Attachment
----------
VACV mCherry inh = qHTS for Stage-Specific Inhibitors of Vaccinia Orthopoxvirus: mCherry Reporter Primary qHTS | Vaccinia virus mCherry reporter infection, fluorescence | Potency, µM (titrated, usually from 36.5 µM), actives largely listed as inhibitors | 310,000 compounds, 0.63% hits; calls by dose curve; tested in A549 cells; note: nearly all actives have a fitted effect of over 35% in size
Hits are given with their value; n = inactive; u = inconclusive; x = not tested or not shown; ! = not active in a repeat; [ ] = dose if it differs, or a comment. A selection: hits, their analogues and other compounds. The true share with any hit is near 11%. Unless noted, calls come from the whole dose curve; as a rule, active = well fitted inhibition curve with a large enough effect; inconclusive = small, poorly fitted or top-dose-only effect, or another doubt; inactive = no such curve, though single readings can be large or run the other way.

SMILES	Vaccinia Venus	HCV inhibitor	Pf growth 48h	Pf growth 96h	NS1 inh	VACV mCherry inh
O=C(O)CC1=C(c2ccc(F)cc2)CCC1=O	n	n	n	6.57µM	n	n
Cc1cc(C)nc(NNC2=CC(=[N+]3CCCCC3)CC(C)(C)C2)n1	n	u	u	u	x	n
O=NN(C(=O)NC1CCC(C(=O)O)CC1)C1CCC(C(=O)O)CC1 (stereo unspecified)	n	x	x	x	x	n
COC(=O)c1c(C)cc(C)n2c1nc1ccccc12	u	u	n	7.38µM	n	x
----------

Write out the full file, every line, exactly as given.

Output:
VACV mCherry inh = qHTS for Stage-Specific Inhibitors of Vaccinia Orthopoxvirus: mCherry Reporter Primary qHTS | Vaccinia virus mCherry reporter infection, fluorescence | Potency, µM (titrated, usually from 36.5 µM), actives largely listed as inhibitors | 310,000 compounds, 0.63% hits; calls by dose curve; tested in A549 cells; note: nearly all actives have a fitted effect of over 35% in size
Hits are given with their value; n = inactive; u = inconclusive; x = not tested or not shown; ! = not active in a repeat; [ ] = dose if it differs, or a comment. A selection: hits, their analogues and other compounds. The true share with any hit is near 11%. Unless noted, calls come from the whole dose curve; as a rule, active = well fitted inhibition curve with a large enough effect; inconclusive = small, poorly fitted or top-dose-only effect, or another doubt; inactive = no such curve, though single readings can be large or run the other way.

SMILES	Vaccinia Venus	HCV inhibitor	Pf growth 48h	Pf growth 96h	NS1 inh	VACV mCherry inh
O=C(O)CC1=C(c2ccc(F)cc2)CCC1=O	n	n	n	6.57µM	n	n
Cc1cc(C)nc(NNC2=CC(=[N+]3CCCCC3)CC(C)(C)C2)n1	n	u	u	u	x	n
O=NN(C(=O)NC1CCC(C(=O)O)CC1)C1CCC(C(=O)O)CC1 (stereo unspecified)	n	x	x	x	x	n
COC(=O)c1c(C)cc(C)n2c1nc1ccccc12	u	u	n	7.38µM	n	x